MOUNT PLEASANT, N.Y. – Mount Pleasant school officials – reacting to a recent incident where a ninth-grader was accused of making a “disturbing” comment -- are praising students for their vigilance and asking that they, parents and staff all continue to be “kind and caring to one another.”
Superintendent Susan Guiney issued the statement on the district’s website last week after some students at Westlake High School in Thornwood told school officials that a classmate had said something cryptic about not going to school on Friday.
News 12 reported that the boy had posted pictures of himself with guns and shooting at target practice on his Instagram account.
Alyson Walsh, the district’s communications coordinator, citing federal privacy laws, could not talk Tuesday about any disciplinary actions the school may or may not have taken, but did confirm that – at present – the boy was not at school.
The exact nature of any potential threat remains unclear.
Security was tight at the school last week and the matter was briefly addressed at a meeting of the Board of Education, where Guiney assured worried parents that student safety was the district’s top priority, News 12 reported.
The alleged incident was being taken very seriously and was under investigation, Guiney told News 12.
According to News 12, police increased their presence at the school, but after investigating, concluded that the student was not a threat.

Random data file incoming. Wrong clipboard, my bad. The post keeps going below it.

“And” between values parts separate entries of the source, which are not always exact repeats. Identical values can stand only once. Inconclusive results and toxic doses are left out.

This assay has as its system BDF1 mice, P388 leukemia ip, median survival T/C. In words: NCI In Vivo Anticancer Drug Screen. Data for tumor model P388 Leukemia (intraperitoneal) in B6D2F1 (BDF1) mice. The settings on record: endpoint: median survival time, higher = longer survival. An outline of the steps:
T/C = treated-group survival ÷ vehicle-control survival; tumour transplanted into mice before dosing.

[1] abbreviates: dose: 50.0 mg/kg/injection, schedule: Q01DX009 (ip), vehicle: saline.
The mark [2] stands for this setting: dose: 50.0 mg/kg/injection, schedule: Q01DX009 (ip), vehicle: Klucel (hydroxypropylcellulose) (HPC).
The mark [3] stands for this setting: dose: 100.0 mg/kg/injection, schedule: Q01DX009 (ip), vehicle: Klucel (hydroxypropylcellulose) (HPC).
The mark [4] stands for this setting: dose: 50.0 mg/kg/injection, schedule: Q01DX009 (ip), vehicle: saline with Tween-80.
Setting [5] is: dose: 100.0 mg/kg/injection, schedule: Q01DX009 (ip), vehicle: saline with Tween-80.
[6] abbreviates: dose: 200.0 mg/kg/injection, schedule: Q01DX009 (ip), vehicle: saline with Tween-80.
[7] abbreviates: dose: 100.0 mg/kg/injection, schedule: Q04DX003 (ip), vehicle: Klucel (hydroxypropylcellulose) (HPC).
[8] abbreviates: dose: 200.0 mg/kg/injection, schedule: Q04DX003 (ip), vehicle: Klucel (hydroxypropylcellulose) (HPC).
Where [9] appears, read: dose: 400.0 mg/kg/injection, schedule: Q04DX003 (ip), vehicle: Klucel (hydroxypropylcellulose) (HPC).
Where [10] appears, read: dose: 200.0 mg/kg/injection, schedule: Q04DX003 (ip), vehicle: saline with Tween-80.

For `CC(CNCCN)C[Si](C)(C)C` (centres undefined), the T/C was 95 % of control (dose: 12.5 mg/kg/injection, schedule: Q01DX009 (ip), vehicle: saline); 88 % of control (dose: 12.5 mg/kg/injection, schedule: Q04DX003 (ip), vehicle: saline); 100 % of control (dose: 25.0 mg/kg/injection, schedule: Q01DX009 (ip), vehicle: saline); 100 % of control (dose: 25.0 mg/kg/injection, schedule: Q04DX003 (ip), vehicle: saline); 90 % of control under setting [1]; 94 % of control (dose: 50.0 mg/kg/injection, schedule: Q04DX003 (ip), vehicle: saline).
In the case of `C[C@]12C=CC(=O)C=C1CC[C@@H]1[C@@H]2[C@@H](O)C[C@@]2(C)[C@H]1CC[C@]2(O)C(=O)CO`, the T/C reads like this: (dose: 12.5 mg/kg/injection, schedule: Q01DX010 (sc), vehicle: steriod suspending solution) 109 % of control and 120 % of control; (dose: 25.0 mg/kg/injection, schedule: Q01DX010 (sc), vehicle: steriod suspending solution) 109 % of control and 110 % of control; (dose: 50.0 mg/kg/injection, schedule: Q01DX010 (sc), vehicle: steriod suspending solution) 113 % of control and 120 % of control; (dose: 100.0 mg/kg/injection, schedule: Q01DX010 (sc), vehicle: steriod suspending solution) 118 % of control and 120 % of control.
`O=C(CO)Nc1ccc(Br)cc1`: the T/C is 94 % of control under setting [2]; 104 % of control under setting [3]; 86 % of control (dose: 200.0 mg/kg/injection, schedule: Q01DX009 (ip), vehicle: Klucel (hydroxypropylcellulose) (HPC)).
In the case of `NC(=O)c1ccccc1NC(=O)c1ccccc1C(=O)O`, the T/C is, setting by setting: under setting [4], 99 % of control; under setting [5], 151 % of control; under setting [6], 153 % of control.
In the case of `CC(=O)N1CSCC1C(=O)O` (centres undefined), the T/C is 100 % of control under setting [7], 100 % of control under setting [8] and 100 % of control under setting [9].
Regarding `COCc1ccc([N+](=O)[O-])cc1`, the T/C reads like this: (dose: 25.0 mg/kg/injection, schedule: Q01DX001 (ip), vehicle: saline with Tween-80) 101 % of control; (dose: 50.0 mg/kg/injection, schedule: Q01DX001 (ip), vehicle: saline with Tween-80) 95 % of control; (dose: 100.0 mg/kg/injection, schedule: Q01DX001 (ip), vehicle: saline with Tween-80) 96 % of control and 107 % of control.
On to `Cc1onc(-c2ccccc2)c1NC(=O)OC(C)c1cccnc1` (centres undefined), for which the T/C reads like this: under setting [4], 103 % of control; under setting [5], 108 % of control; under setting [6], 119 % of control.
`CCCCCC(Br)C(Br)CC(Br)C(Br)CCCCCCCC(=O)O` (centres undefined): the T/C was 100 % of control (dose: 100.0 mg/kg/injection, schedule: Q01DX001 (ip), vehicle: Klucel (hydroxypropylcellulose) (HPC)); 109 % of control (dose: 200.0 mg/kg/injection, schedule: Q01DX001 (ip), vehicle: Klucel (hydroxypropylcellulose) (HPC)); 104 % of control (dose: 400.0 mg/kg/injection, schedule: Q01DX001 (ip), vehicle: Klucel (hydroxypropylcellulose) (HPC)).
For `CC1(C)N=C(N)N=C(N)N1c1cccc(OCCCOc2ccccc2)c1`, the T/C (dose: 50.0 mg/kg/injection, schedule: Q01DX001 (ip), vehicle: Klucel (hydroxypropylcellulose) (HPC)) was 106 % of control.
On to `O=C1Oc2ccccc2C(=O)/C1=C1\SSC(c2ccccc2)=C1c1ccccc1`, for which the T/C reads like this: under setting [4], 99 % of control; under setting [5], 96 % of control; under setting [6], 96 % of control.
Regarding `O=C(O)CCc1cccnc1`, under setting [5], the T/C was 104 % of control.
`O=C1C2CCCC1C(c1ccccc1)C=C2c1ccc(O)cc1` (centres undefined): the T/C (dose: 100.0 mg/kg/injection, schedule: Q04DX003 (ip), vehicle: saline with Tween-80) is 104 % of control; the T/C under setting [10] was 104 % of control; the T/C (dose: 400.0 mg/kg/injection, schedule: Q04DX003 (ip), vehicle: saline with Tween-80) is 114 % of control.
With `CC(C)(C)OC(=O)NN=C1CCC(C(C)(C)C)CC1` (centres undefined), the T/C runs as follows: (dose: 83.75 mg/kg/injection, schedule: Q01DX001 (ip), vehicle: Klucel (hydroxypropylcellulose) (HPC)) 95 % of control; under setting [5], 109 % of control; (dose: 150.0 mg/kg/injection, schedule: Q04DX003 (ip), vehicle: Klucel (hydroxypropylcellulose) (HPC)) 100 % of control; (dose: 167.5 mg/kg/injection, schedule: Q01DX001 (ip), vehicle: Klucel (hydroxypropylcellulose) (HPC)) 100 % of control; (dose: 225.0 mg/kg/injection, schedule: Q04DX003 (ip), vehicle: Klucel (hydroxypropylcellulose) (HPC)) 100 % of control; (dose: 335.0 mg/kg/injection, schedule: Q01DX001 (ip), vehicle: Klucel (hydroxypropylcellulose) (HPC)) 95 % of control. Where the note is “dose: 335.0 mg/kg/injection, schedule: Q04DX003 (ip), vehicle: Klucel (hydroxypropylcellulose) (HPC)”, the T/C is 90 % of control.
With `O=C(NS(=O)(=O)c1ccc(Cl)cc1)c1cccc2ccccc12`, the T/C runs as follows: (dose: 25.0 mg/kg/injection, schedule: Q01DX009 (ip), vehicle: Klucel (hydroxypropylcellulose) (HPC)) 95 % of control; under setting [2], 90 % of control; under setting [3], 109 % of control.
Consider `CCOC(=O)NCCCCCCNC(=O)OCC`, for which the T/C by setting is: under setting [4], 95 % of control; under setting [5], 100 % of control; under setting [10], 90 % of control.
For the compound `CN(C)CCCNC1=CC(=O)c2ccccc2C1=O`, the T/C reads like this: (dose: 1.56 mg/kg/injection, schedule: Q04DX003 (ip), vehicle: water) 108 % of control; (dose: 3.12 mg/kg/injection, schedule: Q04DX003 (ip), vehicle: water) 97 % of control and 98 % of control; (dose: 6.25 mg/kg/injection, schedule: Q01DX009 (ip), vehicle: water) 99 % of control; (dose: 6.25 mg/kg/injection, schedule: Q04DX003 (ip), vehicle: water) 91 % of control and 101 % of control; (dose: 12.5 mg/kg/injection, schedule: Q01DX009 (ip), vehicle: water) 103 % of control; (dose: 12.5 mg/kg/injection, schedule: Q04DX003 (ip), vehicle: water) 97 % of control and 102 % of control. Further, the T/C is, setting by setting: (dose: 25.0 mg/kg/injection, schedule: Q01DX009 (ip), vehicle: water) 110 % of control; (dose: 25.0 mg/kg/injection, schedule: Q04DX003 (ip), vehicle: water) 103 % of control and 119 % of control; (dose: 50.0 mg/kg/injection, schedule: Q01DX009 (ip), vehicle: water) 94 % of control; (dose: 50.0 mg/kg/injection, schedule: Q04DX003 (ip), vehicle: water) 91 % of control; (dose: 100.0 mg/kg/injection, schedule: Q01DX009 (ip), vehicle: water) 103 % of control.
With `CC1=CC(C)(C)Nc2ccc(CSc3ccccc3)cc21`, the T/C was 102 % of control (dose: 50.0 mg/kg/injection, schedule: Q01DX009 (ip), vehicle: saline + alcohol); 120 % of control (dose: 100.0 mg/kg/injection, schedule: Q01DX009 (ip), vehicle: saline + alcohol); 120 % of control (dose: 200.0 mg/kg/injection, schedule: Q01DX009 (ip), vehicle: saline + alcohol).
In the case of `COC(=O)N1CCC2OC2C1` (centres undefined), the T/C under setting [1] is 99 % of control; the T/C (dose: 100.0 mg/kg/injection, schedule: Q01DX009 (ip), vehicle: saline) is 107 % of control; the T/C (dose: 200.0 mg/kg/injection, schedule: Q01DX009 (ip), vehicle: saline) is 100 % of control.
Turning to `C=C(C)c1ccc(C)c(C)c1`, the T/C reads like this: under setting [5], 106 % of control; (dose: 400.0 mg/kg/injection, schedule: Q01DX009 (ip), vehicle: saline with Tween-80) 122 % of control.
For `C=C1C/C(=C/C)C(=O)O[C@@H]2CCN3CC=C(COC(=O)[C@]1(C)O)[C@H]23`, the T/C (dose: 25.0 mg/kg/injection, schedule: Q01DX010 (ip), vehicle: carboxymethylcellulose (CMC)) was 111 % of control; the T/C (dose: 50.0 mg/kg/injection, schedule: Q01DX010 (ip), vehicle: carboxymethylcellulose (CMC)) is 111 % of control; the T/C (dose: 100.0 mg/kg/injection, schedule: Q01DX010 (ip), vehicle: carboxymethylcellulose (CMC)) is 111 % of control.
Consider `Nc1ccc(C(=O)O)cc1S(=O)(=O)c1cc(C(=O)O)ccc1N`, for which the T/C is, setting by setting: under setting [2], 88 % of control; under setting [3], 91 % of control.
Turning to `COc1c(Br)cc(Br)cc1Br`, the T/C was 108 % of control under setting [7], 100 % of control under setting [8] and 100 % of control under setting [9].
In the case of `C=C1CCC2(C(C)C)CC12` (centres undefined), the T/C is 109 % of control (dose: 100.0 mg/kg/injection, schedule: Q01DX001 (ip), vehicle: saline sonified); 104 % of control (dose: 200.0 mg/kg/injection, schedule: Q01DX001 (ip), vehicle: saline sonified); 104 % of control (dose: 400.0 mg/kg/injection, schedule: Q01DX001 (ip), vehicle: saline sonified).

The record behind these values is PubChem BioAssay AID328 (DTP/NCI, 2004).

According to a statement released by Guiney on the district’s website on Tuesday, Dec. 13, the eve of the anniversary of the 2012 Sandy Hook tragedy, parents were concerned after learning that a student had allegedly made “potentially threatening verbal comments in school and on social media.”
Following protocol, members of the high school’s administration met with the student, his parents and any others “who needed to be involved,” including local police, Guiney wrote.
Appropriate information was then shared, the superintendent said, with students, staff, parents and police.
“Understandably,” she wrote, parents, students and staff “remain concerned about safety in our schools.”
The district, however, said is is unable to discuss the particulars of students -- or any disciplinary action that may, or may not, have been taken -- because of the Family Educational Rights and Privacy Act (FERPA).
“Rest assured that each and any potentially threatening comment or action by anyone in our schools is taken extremely seriously,” Guiney wrote.
The district itself does not, she and Walsh both said, have access to students’ social media accounts.
The alleged incident was reported to school authorities by other students.
“As a district, we rely on each other to keep a vigilant eye on all that is occurring in our schools,” Guiney said, praising students for acting “with maturity and with responsibility regarding Monday's particular concern.”
“At no time during the high school's investigation of the alleged event was anyone in danger. No weapons or any other students were involved,” the superintendent wrote.
Besides security personnel, the district’s close relationship with local police, and their “visible presence” on school campuses, locked doors and cameras, “the best tool we have is each other and our vigilance,” Guiney said.
The superintendent urged students, staff and others to, not only be vigilant, but to be “kind and caring to one another.”
“If we feel there is a concern, we need to let someone know. No organization or person can guarantee a 100 percent safe environment, but we, as the Mount Pleasant School community, can work together to keep our students and our school a safer place for all.”
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